Extinguishing the Kindle Fire

After about a month of use, I am ready to send back my Kindle Fire. Thankfully, Amazon gave until January 31st 2012 to return it. The reason I am returning it is because I no longer want or need it. I brought it to be a lazy device. I planned on using it when I wanted to sit down, read a magazine, browse the Internet, and maybe watch a movie. Sadly, these are the features that lack on the Kindle Fire.

Magazines that have apps like GQ, for example, the only magazine I currently subscribe to, has an app which formats the paper magazine to the Fire’s screen, has videos and links built-in and you do not have to zoom into the magazine to read the articles. This is a really nice reading experience. In most cases, I like reading GQ on my Kindle Fire more than I do on my normal paper subscription. That was until the current issue arrived at my door about a week ago (a week after I started seeing it on Newsstands) and it is STILL not on my Kindle Fire. 3 weeks ago I saw the latest edition on a Barnes & Noble Nook tablet.

The magazines that don’t have an app are pure pain to use. They basically scanned the magazine in PDF form. You MUST zoom into every page you want to read. The problem with that is that you have to zoom in in the center of the screen, if not, the page turns. There is also a problem with orientation. Some ads and articles require landscape mode and SOME require portrait. It’s a bit annoying to keep turning the device around to find the perfect format.

The web browser is horrible. It’s slow, it crashes, and tends to forget the tabs you have open. Mobile sites tend to work fine but if you are using a full site, you will have some issues with it. Since I brought this device mostly for browsing the internet, this is a bit of a bummer.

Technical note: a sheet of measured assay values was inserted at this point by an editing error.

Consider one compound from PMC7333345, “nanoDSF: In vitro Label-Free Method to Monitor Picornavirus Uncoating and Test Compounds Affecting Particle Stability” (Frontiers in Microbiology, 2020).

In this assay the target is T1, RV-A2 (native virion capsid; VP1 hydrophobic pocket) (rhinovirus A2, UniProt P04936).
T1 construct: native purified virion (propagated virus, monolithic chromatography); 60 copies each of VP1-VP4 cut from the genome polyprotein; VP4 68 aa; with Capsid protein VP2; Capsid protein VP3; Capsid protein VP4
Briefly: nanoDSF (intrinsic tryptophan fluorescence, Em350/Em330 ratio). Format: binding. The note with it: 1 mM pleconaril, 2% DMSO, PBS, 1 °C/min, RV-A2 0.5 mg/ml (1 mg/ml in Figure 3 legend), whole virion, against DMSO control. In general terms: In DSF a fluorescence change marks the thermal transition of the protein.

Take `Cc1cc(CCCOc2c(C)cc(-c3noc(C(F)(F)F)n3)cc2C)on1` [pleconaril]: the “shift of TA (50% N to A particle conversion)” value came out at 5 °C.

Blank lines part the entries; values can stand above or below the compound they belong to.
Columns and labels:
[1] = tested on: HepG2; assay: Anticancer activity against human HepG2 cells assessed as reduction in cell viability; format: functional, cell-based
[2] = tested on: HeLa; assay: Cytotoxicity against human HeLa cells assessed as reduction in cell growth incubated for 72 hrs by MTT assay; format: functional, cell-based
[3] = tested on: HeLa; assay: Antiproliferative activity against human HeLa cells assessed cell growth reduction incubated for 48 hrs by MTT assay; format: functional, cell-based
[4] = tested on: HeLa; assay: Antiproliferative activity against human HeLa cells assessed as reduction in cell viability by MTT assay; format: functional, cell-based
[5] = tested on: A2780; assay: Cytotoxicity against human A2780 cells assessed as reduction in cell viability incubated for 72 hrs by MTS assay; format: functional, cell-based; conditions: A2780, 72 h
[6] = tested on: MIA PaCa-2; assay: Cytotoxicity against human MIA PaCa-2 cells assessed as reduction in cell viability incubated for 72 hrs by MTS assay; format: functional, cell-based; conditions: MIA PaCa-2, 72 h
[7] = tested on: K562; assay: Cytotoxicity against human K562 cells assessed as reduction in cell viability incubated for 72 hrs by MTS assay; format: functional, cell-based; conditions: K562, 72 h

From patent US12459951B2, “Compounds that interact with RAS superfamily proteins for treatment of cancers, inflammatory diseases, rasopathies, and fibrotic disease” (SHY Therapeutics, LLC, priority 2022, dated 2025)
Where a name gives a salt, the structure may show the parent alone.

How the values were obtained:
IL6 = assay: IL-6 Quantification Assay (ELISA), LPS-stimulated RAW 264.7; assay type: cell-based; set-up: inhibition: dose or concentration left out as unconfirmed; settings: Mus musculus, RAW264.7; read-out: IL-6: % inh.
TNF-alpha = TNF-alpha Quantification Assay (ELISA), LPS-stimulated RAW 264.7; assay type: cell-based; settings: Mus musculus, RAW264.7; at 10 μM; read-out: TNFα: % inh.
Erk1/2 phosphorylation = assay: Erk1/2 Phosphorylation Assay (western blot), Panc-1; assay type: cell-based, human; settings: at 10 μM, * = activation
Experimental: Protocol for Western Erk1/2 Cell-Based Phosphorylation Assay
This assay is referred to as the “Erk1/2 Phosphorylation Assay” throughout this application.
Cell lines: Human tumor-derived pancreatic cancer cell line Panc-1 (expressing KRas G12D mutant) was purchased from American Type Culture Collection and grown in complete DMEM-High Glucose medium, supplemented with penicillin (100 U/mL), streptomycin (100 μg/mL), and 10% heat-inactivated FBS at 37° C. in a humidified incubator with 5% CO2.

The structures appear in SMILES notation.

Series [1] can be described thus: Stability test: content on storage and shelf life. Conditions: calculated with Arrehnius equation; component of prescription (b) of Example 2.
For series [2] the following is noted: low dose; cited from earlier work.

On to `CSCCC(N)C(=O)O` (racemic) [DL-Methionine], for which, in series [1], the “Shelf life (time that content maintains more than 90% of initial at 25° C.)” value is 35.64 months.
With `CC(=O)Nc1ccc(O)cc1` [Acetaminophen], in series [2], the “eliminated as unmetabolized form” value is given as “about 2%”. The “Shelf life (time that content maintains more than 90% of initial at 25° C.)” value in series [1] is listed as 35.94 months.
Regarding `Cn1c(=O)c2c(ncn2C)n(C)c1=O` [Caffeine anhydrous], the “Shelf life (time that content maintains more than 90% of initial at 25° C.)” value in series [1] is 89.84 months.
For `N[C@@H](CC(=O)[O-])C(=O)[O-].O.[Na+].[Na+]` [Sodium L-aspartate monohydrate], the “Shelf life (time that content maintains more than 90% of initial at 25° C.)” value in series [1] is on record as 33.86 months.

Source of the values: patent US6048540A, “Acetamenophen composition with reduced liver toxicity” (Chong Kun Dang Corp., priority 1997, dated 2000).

Video is another pain. If you want to stream something from Amazon Prime, it usually looks pretty good. The issue is, the streaming library is kind of weak. You can buy videos from Amazon but since I have Netflix, I’m not going to pay to rent each movie. Getting video from your computer to the Kindle Fire is a bit annoying as well. It requires a Micro USB cable, which Amazon does not include with the Kindle Fire. They do provide this cable with normal Kindle’s so if you are lucky enough to own a Kindle, you can use this cable with the Kindle Fire. The lack of cable isn’t even the worst part. You need to put your file in the correct folder, not just a drag and drop like an external hard drive. If you are transferring a video, you must put it in the Video folder, transferring a song=Music folder. You get the idea. Now, since this thing ships with no manual at all, good luck figuring out where the hell the content you transferred went. You need to search for the Gallery app, which is already installed on the Kindle Fire, just hidden by default, and that’s where all the non-Kindle content is stored.

Right now, I am only using my Kindle Fire as a magazine reader and I feel like it’s a waste of money. I don’t need a $200 device to just read magazines. It’s also not like I’m saving any money using the Kindle Fire instead of getting a paper subscription. I did the math and it turns out that I will be saving money by getting a 2 year subscription of the paper magazine rather than paying per issue on the Kindle Fire. I’ll also have a better time reading on paper than I do reading a big PDF file.

I like the Kindle Fire for it’s size and weight and I would recommend it to anyone who can find a use for it.

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About iRonald

College student. Technology fanboy. Movie buff.

Posted on December 10, 2011, in Editorial, Review and tagged , , , , . Bookmark the permalink. 1 Comment.

  1. If it lacks in the areas where most people would really use it for – reading, web browsing, and watching videos – especially if you don’t want to use Amazon’s Prime account and stuff, then it’s really not the best product. It seems if I want a tablet, I should pay the extra $300 to buy an iPad. While an iPad has more things than the Fire intends to have, it is probably worth it. I sense that someone who gets a Fire could, at some point, desire more than what the Fire can offer.

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